In the spectrum of people in the field of Software, there are three major groups. Those for whom it is a job, those for whom it is a religion, and those for whom it is an art.
Those for whom it is a job we'll call Scribes. They generally thrive in the periphery. They may be involved but are never widely impactful. They are continually consuming but very rarely of any influence. The great ones are dependable and performant. The good ones are mostly useless except as seat-warmers and secretaries.
Those for whom it is a religion we'll call Ants. They can be found littering up the landscape, infiltrating even the best structures. They are hordes of drones, led by a small number of disassociated individuals who make proclamations and generally rouse the masses without ever actually doing any work. The great ones can seem to fly in relation to their followers, but they have a limited shelf life. Once their nest is established, the hordes just dig in and tear up the surrounding country-side. The good ones can carry off projects many times their own weight, but inevitably just leave a whole that someone else has to fill.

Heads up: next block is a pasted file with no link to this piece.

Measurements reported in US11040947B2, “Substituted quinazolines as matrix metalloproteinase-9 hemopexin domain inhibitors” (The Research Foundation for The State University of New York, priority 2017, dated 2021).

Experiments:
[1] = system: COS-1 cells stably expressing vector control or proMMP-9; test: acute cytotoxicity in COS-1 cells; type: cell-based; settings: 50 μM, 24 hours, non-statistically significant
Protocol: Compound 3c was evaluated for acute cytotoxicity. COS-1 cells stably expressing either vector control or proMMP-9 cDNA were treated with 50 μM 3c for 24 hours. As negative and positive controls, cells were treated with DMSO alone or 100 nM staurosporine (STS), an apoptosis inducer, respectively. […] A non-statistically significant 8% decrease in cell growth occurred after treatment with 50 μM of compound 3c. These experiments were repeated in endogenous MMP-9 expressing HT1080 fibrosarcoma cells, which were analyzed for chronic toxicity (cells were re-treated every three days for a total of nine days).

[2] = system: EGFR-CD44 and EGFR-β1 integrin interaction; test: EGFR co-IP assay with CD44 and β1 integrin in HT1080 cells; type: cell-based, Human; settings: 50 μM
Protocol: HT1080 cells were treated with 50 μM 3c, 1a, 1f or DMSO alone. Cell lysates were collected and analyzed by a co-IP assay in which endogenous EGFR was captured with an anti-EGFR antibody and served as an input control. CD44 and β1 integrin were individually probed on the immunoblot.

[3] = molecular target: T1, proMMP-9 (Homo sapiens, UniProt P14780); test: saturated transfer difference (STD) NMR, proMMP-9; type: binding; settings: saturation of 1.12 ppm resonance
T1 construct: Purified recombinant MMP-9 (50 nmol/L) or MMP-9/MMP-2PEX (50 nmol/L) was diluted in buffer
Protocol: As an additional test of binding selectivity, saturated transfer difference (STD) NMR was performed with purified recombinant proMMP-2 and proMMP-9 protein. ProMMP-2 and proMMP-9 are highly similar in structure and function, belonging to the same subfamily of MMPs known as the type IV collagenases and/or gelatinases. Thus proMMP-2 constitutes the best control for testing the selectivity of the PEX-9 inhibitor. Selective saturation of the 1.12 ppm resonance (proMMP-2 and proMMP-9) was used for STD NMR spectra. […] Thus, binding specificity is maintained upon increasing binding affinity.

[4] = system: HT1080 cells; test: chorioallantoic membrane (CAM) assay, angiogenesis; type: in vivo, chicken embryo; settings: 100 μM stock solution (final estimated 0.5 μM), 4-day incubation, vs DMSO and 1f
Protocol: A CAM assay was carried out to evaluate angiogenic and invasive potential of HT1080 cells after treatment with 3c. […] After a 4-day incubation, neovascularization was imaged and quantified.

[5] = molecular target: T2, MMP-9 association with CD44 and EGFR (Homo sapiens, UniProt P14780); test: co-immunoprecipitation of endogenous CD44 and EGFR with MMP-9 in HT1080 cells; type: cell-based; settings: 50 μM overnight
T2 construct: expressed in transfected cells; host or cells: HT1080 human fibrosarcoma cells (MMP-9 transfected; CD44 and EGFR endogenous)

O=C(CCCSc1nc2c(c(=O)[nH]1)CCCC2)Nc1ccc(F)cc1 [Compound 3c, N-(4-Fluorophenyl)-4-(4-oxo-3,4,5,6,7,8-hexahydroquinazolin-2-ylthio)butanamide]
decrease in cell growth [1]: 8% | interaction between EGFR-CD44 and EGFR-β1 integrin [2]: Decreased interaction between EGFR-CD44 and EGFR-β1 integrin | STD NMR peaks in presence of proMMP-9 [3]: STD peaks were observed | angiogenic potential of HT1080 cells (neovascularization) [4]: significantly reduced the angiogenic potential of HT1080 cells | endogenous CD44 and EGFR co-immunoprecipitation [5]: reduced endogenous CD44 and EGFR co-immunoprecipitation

Those for whom it is an art we'll call Artists (didn't see that coming, did you?). They are the smallest group, but the most influential. They actually create things just to see what they look like, and they appreciate the creations of others. They borrow heavily from the world around them for inspiration and direction. Sometimes they infuse religion into their art. They try to get paid for their art, but it's never fully appreciated until after they are gone. Artists can be very eccentric, it is the true price for their gift. Their creations inspire others. But unlike with the Ants and Scribes, the inspiration takes different forms for each of them.
Ants all follow the same path, and like Scribes get their orders from somewhere else. Artists prefer guidelines.
A Scribe can get stuff done, but will often only be successful by leaving a bloody mess of spaghetti and chicken-scratching in their wake. They pay attention to the latest engineering fashions only so much as it directly impacts their day-to-day. For them, change isn't particularly good, unless glacial in speed.
Count on the Ants to always read the latest works and writings. It is the Ant Queens to write the drivel that is gulped down by the masses. With their focus solely on increasing their hordes, they don't care about the wholes they leave in the landscape, only that their insatiable appetite is appeased.
When I look around and assess my peers, my clients, and my workers, I try to remember what I am striving to become. All too often I see reflections of the ways I've yet to master myself.
Which bucket have you found yourself in lately?